Mouse Lewis lung carcinoma (LLC) cells, human colorectal adenocarcinoma (Colo 205) cells and human umbilical vein endothelial cells (HUVECs) were purchased from the American Type Culture Collection (ATCC, Philadelphia, PA, USA). LLC and Colo 205 cells were grown in Dulbecco's modified Eagle's medium (DMEM) (HyClone, Logan, UT, USA) supplemented with 10% (v/v) fetal bovine serum (HyClone, Logan, UT, USA) and 1% penicillin-streptomycin (Invitrogen, Carlsbad, CA, USA). HUVECs were grown in Medium 200 (Cascade Biologics, Portland, OR, USA) supplemented with Low Serum Growth Supplement (LSGS). All cells were cultured in a humidified CO2 incubator at 37°C.
Cloning of NGR-hPK5 Yeast Expression Plasmid
The plasmid pPIC9K-hPK5 for the expression of human plaminogen kringle 5 was constructed previously in our laboratory . The Pichia pastoris yeast expression system was purchased from Invitrogen (Carlsbad, CA, USA). Restriction enzymes and Taq DNA polymerase were purchased from TaKaRa (Dalian, China). This clone was further modified to incorporate the CNGRC sequence at the amino terminus. The following sets of primers were used to modify hPK5 by PCR. NGR-hPK5 upper primer: 5′ CG CTCGAG AAA AGA TGC AAT GGT CGT TGC GGT GGT GGT GGT GTC CTG CTT CCA GAT GTA G 3′; lower primer: 5′ GC GAATTC TAG GCC GCA CAC TGA GGG AC 3′. Amplified fragments were purified by a DNA extraction kit, digested with Xho I and EcoR I, and then cloned into pPIC9K vector. Plasmid DNA was linearized at the Sac I site and used for homologous recombination into the yeast host strain GS115 (Invitrogen, Carlsbad, CA, USA) by electroporation.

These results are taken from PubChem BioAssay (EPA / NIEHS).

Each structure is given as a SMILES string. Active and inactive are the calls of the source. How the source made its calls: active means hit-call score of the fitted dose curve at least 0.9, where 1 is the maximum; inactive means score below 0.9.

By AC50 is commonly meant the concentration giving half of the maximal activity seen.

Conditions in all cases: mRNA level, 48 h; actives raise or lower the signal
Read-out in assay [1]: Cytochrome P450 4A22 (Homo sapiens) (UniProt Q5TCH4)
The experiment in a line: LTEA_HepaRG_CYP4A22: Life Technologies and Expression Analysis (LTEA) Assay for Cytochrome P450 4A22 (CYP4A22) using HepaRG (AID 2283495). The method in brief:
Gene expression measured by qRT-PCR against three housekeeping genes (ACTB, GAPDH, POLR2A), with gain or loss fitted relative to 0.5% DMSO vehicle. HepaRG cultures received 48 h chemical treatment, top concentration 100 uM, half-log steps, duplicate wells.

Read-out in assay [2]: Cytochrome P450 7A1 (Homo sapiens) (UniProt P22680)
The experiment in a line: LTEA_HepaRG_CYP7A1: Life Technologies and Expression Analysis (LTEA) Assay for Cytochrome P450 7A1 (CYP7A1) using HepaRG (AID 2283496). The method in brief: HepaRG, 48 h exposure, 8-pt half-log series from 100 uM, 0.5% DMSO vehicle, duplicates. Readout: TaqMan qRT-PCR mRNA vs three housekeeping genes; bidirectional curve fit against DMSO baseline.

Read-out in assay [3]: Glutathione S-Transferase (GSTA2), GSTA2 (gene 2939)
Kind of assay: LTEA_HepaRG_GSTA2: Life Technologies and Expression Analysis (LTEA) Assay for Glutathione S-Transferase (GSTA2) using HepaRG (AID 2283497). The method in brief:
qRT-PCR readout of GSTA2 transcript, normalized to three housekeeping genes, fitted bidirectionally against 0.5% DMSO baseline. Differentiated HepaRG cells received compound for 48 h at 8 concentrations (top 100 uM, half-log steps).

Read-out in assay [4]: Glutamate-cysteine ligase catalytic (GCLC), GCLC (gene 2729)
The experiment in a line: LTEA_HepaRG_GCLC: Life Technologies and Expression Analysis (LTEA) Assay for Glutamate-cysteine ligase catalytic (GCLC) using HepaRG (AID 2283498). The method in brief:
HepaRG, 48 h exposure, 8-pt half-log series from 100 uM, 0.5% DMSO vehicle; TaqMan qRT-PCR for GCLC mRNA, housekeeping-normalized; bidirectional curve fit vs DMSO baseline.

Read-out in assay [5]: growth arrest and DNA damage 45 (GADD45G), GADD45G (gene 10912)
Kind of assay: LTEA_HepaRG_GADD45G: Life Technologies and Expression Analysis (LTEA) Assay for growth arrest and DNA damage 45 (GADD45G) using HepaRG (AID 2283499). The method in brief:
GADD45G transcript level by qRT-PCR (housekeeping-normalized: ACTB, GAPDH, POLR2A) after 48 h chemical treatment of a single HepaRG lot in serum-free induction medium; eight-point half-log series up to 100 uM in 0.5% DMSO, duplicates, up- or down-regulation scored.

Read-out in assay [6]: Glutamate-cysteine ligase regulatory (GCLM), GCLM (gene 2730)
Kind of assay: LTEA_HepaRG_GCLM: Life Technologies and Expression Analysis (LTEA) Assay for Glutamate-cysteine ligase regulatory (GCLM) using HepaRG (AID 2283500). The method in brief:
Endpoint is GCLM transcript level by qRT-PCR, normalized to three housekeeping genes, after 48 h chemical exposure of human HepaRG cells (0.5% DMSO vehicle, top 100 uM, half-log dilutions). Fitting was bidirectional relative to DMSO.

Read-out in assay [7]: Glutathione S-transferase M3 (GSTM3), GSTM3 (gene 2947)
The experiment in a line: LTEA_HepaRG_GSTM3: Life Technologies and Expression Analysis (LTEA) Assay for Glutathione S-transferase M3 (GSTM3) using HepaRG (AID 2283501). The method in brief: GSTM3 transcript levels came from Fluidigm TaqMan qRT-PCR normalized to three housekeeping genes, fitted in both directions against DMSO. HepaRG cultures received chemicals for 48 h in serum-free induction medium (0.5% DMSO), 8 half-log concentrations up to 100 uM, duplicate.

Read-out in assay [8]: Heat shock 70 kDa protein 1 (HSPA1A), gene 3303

Expression and Purification of Recombinant NGR-hPK5 in Pichia Pastoris
Pichia clones were cultured in baffled shaker flasks and induced by methanol as described previously . Methanol was supplemented daily to a final concentration of 0.5% during the post-culture period and cultured at 30°C for another 2 days with vigorous shaking. The clarified supernatant was collected and concentrated using ammonium sulfate precipitation (70% saturation), then dissolved in buffer A (20 mM Tris-HCl, 1 mM EDTA, 0.5 mM PMSF, pH 8.0), and finally dialyzed against the same buffer at 4°C. Proteins were purified by DEAE-Sepharose Fast Flow column (Pharmacia, Piscataway NJ, USA). After loading the sample, the column was washed with buffer B (20 mM Tris-HCl, 1 mM EDTA, pH 8.0) and eluted stepwisely with 0.1 M NaCl, 0.5 M NaCl in buffer B. The eluted protein fraction was analyzed by Tricine-SDS-PAGE (5% stacking gel and 16.5% separating gel). Protein concentration was determined by the Bradford assay (BioRad, Hercules, CA, USA).